His program will continue with the Bach Chaconne (“which can be very interesting to hear on an old instrument”), minuets by Fernando Sor (“jewels among his compositions”) and a Fantasie Caprice by Zani de Ferranti (“an unknown Italian composer who was a close friend of Paganini”).

Those who might not expect the guitar to be such a popular instrument in Czech culture are in for a surprise in chatting with Pavel Steidl. “Everybody connects the instrument with Spain, but in the nineteenth century, the guitar was very popular in Italy and Vienna. Prague is very close to Vienna and Viennese musicians came frequently to Prague where the guitar became an important classical and popular instrument. In the twentieth century, we watched Western movies and saw cowboys singing, and bluegrass became one of the most popular types of music in the Czech Republic”.

Bluegrass proved to be Steidl’s own entre into the guitar. “My brother, who is six years older, loved to play the banjo and as a younger brother, I had to play the guitar to accompany him”. Soon, Steidl was playing mandolin and joined a bluegrass group at the age of ten, where he found himself “singing a lot of songs about the Ohio River”. He entered a conservatory at sixteen when he was still unable to read music. “I could play what my teacher played back to him because I was used to playing by eye and ear. Now we have discovered that this is the best way to learn an instrument”.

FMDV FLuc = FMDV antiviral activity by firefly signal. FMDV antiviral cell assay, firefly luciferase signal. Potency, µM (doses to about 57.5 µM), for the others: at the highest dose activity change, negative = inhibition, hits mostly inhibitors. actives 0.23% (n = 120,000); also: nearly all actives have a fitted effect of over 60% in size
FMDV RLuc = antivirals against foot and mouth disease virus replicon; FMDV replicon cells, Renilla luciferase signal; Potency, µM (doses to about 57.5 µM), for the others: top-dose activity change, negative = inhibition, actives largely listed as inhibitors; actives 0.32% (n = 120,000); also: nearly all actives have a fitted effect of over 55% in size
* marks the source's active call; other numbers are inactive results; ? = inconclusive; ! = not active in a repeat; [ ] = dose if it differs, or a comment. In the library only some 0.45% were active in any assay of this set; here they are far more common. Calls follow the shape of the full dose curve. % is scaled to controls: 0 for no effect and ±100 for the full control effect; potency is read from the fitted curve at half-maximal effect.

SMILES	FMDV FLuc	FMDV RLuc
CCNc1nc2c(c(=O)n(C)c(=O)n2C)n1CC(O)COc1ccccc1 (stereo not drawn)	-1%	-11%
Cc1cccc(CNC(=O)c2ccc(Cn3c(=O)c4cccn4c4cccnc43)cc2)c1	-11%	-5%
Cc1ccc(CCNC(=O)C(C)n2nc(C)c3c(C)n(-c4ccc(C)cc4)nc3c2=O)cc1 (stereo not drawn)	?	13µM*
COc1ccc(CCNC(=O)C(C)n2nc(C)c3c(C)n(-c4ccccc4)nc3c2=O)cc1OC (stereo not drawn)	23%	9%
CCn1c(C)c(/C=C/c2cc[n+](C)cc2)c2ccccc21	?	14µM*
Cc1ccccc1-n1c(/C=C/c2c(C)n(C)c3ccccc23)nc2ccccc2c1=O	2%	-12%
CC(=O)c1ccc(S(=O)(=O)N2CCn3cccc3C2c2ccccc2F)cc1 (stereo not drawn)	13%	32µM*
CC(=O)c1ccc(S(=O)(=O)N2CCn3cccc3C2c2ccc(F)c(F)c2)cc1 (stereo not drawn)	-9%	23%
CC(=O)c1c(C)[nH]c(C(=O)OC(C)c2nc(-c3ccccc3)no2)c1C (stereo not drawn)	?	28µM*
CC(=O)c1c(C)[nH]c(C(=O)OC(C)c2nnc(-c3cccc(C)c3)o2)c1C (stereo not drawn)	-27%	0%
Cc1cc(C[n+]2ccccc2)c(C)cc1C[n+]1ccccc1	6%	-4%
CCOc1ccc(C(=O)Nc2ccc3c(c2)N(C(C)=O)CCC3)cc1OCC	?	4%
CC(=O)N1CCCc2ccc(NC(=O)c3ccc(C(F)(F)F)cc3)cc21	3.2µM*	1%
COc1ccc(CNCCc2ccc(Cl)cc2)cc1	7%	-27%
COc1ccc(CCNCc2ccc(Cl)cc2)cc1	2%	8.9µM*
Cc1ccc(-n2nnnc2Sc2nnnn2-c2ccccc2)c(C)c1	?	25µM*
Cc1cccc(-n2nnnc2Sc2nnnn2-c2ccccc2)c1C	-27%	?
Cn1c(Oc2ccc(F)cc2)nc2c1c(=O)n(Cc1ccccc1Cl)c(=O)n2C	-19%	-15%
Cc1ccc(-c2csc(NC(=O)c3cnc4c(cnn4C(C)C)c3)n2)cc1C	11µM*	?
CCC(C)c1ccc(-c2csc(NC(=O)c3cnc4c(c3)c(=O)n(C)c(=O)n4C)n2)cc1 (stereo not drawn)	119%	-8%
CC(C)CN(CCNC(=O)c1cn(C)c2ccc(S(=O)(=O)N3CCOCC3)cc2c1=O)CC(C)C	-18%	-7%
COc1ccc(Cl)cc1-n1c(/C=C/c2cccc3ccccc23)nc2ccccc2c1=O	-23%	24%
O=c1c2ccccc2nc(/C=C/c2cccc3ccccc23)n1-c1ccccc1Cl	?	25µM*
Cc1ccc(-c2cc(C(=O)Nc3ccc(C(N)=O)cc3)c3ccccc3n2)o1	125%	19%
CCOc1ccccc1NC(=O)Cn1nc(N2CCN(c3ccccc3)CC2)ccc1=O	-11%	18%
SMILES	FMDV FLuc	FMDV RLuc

Many years later, after studying with Milan Zelenka and Stephan Rak, and winning first prize at the Radio France International Competition in Paris in 1982, Pavel Steidl has established himself as a distinguished international artist as well as a composer. Will the Mixon Hall audience hear any of his own music on Friday evening? “Surprise!”, says Pavel Steidl. “We will see!”

Bernhard Kresse

Bernhard KresseWe spoke with master luthier Bernhard Kresse at his home in Köln, Germany, and began by asking him how he first started making guitars, and especially the “romantic’ instruments.